Negative Default Dependencies in Supplier Networks

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If people talk about disruptions and network effects within the supply chain, the associations are most often negative.

The picture of an automotive/just-in-time supply chain comes to mind, where a small screw from a distant supplier did not get delivered in time and all production processes within the whole network suddenly come to an involuntary halt.

But on the other hand there are companies profiting from these smaller and larger disruptions: competition.

To analyze these effects we have a look at the consequences of negative default dependence between suppliers. The full paper can be found here.

Default dependence and method

Empirical research on corporate defaults in the finance literature indicates that corporate defaults often cluster in time and that the default of a company is frequently affected by the defaults of other companies. […]

In the automotive industry there are several reasons why positive default correlation may exist in supplier networks. First, automotive suppliers face similar challenges, such as large and powerful customers who force suppliers constantly to cut costs and invest heavily in R&D or the volatile prices of raw materials. It is likely that the automotive suppliers have to suffer from the consequences of these challenges in a similar way or are reacting in a comparable manner to cope with them. Second, suppliers may maintain relationships with other suppli- ers and share “technical and explicit information as well as tacit information” and “work together closely, exchange ideas, and even engage in joint venture projects.” Being linked so closely may result in comparable strategic and operative actions and behavior of the supplier firms. The consequence is that decisions that lead to financial problems are likely to be taken by both suppliers that are linked through close supplier–supplier relationships.

However there are also reasons/situation in which default-events might be negatively correlated:

  • First, after a supplier default, customers might shift business to another supplier in the network.
  • Second, the default of a supplier can result in lay-offs and the competitor will be able to hire more and qualified staff.
  • Finally, due to the reduced number of alternative sources, the buying firm may become more dependent on the surviving supplier who, through the gained power, may be able to incur higher profit margins and, thus, gain in financial stability.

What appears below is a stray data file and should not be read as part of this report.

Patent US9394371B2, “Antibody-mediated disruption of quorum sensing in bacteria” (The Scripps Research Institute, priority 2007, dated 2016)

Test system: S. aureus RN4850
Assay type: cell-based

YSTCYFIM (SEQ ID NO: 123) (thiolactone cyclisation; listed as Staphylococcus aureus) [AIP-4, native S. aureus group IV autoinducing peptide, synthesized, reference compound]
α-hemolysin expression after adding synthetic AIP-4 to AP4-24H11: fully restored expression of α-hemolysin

The authors use copula-functions.

Financial data to calculate default probabilities for a case study are derived from Datastream (Thomson Reuters). This data was used to calculate the individual default intensities.

For the worldwide 100 largest suppliers to the automotive OEMs in 2005 that were included in the Datastream database, we extracted the necessary data required for specifying and adjusting our model.

Figure 1 shows the default intensities for selected companies.

Company profiles

Figure 1: Company Characteristics (Wagner et. al, 2011)

The default dependencies were calculated using numerical results of a simulation.

Results and implications

The authors draw three conclusions from the results of their analysis.

  • First, our estimation of default intensities of selected first-tier suppliers in the automotive industry supports the concerns raised in the literature about the financial stability of automotive suppliers. Supplier default intensities above 5% are disquieting for the respective automotive OEMs.
  • Second, the simulation results depict that negative default dependence among suppliers in a supplier network has consequences for the survival probabilities of the entities in the network. The higher the individual default intensity of a supplier, the stronger the effect of negative default dependence on its survival probability after the default of the other supplier. […] for example, the portfolio with low default intensity suppliers demonstrated to increase the survival probability of the second supplier by 2.7% and the portfolio with high default intensity suppliers by 15.4% (in comparison to the independence case).
  • Third, in addition to the dependence level, the dependence structure, reflected in our model by the choice of copula, is an important factor for modeling default dependence in a supplier portfolio.

The following management implications can be given:

  • Purchasing managers should be aware that negative default dependence between suppliers may exist and take this into account for their sourcing decisions. A better understanding of the randomness and relatedness of supplier defaults internal to the supplier network can help firms to plan for uncertainty, take proactive measures to reduce risk (e.g., switch a supplier), and achieve better, less variable outcomes.
  • Firms should preferably establish relation- ships with suppliers that have low default intensities, and with suppliers that will benefit from the default of their competitors – given that the default of the competitor will not significantly shift the power in the buyer–supplier relationship


Not only surviving competitors can potentially profit from the default of its contestant, but also their clients may profit.

This research shows that interdependencies – no matter if positive or negative – have to be analyzed and should included in the decision making process.

One has to keep in mind though, that Wagner et al.‘s results heavily rely on their method to estimate the default dependencies within the supplier portfolio.

This might induce additional uncertainty in the form of model risk.


Wagner, S., Bode, C., & Koziol, P. (2011). Negative default dependence in supplier networks International Journal of Production Economics, 134 (2), 398-406 DOI: 10.1016/j.ijpe.2009.11.013

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